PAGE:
Tuesday, September 30, 2008

Sharing the Shade

The thing about Montana is that horses are the animals that teach you everything. I am still trying to decide what that animal might be on Cape Cod- maybe dogs, maybe fish, maybe squirrels. Dogs are always looking for fun, fish know when to go south, and squirrels know how to put food by.

Horses know how to share. I whipped my camera out of the glove compartment today and took this shot on the side of the highway of horses sharing the shade. They are herd animals. They want nothing more than to hang out with their buddies. They might carry you around on their backs for awhile, but at the end of the day, it's their horse buddies they want to see, along with their dinner.

As I was driving south on Route 93 today from Kalispell to Bigfork, about the same distance as Hyannis to Eastham, I was noting the differences between Cape Cod and the Flathead Valley. One notable difference is the speed limit. I had to learn how to drive fast again, because the speed limit is 70, and you have to keep up, or get off the road.
Out here, you can see miles ahead of you up the road. Miles and miles over to the mountain ranges. True, you can also see for miles on the Cape when you are at the bay or the ocean. I've always loved those forever views. I didn't know if we could move to Montana, I knew I'd miss the ocean so. And so it was with this in mind that we decided Bigfork was a good location, because of Flathead Lake, which has the reputation of being one of the largest natural lakes west of the Rockies in the Continental U.S. It is long, it is wide. It is as long as Cape Cod Bay. You can see the opposite shores because of the height of the mountains circling the lake. It is beautiful, the water is still clear, so far . I'll talk about the "so far" soon. But for now, lets just say on this last day of September, the weather is fine, the hay is in, the lake is beautiful, and winter is coming. There are two seasons in Montana; eight months of winter, and four months of company. (This is not so different from Cape Cod, in many ways) The last guest has left.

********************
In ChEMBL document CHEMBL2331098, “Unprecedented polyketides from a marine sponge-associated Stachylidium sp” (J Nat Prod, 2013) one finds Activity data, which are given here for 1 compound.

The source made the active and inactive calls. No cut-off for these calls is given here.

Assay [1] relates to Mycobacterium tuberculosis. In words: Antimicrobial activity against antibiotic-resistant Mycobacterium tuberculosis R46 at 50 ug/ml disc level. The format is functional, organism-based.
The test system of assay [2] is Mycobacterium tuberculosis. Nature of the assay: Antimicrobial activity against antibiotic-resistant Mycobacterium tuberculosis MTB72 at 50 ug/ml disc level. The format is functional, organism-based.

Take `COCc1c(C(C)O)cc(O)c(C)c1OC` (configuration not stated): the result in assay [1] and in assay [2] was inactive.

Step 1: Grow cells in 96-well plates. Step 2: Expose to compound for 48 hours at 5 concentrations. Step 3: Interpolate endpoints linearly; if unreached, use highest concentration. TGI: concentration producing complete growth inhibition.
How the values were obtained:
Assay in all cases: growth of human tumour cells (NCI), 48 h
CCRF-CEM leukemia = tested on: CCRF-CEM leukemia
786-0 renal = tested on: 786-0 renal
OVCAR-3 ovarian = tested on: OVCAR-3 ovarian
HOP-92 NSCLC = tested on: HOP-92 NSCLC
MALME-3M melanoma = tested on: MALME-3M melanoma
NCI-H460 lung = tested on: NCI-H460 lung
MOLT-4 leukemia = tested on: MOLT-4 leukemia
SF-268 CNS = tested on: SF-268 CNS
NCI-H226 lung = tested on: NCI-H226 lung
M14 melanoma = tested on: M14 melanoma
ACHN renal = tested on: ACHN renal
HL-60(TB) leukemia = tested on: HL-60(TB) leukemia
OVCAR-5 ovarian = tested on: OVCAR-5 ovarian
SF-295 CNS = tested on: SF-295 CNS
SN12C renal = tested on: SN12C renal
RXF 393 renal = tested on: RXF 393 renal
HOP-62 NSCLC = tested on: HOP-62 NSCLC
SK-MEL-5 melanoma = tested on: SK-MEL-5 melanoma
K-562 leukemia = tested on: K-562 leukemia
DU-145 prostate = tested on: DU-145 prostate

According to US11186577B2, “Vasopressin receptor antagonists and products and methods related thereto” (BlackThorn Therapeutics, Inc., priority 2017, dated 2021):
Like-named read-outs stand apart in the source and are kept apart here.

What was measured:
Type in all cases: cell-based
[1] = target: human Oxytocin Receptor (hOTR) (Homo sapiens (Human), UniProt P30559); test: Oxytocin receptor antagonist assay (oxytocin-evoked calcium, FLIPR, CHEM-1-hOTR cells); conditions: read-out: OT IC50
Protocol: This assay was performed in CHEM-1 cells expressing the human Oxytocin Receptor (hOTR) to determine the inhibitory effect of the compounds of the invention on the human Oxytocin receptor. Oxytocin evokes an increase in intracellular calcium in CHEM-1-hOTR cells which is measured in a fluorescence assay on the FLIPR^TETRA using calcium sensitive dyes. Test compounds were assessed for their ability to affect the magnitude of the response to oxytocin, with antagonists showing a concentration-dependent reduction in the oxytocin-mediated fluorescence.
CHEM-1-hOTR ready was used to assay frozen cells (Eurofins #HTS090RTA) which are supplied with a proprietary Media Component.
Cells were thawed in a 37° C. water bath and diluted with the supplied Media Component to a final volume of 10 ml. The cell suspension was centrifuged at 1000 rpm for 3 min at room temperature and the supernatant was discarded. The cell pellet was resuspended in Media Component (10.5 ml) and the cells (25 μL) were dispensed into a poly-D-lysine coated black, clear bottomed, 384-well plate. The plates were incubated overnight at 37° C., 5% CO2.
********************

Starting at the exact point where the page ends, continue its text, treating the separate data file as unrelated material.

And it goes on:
Monday, September 29, 2008

Far far from Wall Street

Some people say that we came out to Montana to escape the stresses of East Coast civilization. Looking at the news today, I don't know what is so civilized about our East Coast. The hornet's nest is buzzing, the headline Dow Takes Record Fall after House Bailout Failure doesn't tell the half of it.

But out here in Montana, my horse- a Tennessee Walker who is the sweetest mare to prance the gravel road I live on- needed some dental attention. Her teeth needed to be "floated." That means filed down so the bit won't bother her by hitting in the wrong spots. The vet came out to the house, and he is one of the finest vets in Montana, I have done my research! His name is John Erfle and he is affiliated with a great equine hospital in Kalispell called the LaSalle Equine Clinic.